Builder's risk insurance is a special type of property insurance which indemnifies against damage to buildings while they are under construction.[1] Builder's risk insurance is "coverage that protects a person's or organization's insurable interest in materials, fixtures and/or equipment being used in the construction or renovation of a building or structure should those items sustain physical loss or damage from a covered cause."[2]


Buildings are subject to many different risks while under construction. They may catch fire, be damaged by high winds, or fall victim to other force majeure. A principle of common law is that any new construction or other improvement to land becomes property of the owner of the land - the title holder - once there has been an "improvement" to the owner's site. Builder's risk insurance indemnifies against some of these losses.




Builder's risk covers perils such as fire, wind, theft and vandalism and many more. It typically does not cover perils such as earthquake, flood or hurricane damage unless the policy has been specifically endorsed to do so.[3] However, earthquake riders can be very economical, depending on where your project is located and should be considered. These policies also do not cover accidents and injuries at the workplace.[4] and is intended to terminate when the work has been completed and the property is ready for use or occupancy. If you are going to properly setup your policy, coverage should be effective prior to when the materials are delivered to the job site. Coverage ends upon the earlier of closing of the sale, occupancy or the policy expiration date. After builder risk coverage expires, due to sale or occupancy, the new owner should take out permanent property insurance on the building such as a home owner's policy or a commercial property policy.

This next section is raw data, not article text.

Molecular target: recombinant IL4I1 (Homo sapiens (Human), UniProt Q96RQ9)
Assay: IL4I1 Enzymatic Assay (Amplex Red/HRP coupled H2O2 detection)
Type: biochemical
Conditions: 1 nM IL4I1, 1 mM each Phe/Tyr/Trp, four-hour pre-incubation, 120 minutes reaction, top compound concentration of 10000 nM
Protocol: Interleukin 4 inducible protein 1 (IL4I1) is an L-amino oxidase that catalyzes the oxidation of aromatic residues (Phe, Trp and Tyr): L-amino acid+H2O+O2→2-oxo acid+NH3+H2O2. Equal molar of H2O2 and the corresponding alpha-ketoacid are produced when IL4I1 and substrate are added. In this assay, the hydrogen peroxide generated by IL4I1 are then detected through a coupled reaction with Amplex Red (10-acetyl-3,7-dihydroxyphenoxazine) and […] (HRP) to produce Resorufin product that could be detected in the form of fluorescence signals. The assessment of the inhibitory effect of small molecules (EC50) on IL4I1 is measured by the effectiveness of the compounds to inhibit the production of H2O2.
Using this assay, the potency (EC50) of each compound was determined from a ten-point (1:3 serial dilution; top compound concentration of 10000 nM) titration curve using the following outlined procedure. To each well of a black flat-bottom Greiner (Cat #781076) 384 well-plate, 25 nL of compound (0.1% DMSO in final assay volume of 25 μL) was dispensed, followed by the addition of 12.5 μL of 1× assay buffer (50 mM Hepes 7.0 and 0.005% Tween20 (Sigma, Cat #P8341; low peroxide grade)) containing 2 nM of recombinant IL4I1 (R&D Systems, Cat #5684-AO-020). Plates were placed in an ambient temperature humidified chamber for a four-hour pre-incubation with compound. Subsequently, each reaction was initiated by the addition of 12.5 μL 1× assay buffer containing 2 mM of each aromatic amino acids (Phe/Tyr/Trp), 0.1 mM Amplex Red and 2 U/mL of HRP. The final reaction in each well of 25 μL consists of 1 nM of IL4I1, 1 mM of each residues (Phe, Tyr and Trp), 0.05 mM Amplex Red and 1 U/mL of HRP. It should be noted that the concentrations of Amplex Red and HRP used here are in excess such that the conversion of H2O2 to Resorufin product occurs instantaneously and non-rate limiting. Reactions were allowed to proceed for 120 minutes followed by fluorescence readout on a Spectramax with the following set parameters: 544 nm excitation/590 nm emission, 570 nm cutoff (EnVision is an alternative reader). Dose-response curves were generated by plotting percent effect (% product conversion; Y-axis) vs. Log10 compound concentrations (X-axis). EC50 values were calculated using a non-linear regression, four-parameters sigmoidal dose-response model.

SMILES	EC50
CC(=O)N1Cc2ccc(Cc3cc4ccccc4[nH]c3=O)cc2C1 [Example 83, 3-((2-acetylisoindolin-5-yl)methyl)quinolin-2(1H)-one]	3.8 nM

Insurance costs generally run between one and four percent of the construction cost, depending upon the type of insurance purchased and exclusions from coverage.[5]


Who Buys Builder's Risk Insurance?

Coverage is often purchased by the custom builder or general contractor and may also be purchased by the property owner. Builder's risk coverage may be necessary to show proof of insurance to comply with local city, county, and state building codes and is often required as a condition to many contracts. However, many architects believe that it is the property owner who should have the builder's risk policy, because they have already paid for the improvements to their land, and if the builder receives the funds directly from a claim, theoretically, he/she could abscond with that benefit. It is far safer for the property owner to obtain the builder's risk policy, because they already own the building, even while it is under construction. If something happens to the under-construction project, then they should be the beneficiary and control how it is spent. Yes, the builder ends up receiving the funds in the end, to rebuild damage, but this method gives the control of the insurance benefit to the owner.

Marie V. Berkey Insurance Agency, Inc.

 Independent Insurance Agency

21151 S. Western Ave., Suite 240

Torrance, CA  90501

Main Line:  310-421-9698

E-Fax:  310-388-0835  |  Cell:  310-383-1106

Lic. Nos.:  0G44971 & 0E01867

Email:  mberkey@mvbinsagency.com